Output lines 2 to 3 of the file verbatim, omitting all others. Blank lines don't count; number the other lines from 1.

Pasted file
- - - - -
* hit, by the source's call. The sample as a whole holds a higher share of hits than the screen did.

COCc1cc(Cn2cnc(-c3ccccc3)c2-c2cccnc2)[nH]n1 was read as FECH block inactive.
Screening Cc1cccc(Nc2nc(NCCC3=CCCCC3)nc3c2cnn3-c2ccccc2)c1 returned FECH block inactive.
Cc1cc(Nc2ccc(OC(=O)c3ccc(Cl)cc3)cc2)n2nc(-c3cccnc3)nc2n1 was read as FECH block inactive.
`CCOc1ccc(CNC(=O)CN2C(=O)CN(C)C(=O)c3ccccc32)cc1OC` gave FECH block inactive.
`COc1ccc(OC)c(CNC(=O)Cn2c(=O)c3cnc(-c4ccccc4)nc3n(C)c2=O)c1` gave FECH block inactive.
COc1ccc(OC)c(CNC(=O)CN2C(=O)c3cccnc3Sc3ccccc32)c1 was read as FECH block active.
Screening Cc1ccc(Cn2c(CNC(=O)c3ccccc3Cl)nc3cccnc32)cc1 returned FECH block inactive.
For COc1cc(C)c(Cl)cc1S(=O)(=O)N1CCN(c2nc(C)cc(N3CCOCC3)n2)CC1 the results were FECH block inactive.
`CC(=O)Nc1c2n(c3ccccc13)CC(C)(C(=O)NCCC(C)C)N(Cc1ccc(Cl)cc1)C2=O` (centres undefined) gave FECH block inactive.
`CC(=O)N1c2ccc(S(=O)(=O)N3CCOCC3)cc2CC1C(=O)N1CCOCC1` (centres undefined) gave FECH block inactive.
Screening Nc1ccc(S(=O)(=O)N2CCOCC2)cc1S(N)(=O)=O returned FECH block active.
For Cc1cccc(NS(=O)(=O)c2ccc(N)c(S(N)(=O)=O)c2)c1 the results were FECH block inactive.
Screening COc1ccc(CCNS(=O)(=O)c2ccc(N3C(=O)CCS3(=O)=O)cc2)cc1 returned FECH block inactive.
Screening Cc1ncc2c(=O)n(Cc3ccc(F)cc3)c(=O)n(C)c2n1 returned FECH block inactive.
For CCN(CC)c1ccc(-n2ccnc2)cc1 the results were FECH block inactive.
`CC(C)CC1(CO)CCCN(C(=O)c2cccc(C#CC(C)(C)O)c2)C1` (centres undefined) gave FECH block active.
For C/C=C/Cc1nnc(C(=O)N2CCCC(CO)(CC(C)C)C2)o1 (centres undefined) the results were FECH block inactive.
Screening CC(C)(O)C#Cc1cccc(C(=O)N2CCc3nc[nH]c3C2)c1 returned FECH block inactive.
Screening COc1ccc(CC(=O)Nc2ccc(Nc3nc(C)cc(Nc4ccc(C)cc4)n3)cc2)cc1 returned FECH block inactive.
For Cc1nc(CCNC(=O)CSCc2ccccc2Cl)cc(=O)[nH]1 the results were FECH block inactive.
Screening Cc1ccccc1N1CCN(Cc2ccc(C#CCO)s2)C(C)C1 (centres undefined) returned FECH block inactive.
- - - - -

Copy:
COCc1cc(Cn2cnc(-c3ccccc3)c2-c2cccnc2)[nH]n1 was read as FECH block inactive.
Screening Cc1cccc(Nc2nc(NCCC3=CCCCC3)nc3c2cnn3-c2ccccc2)c1 returned FECH block inactive.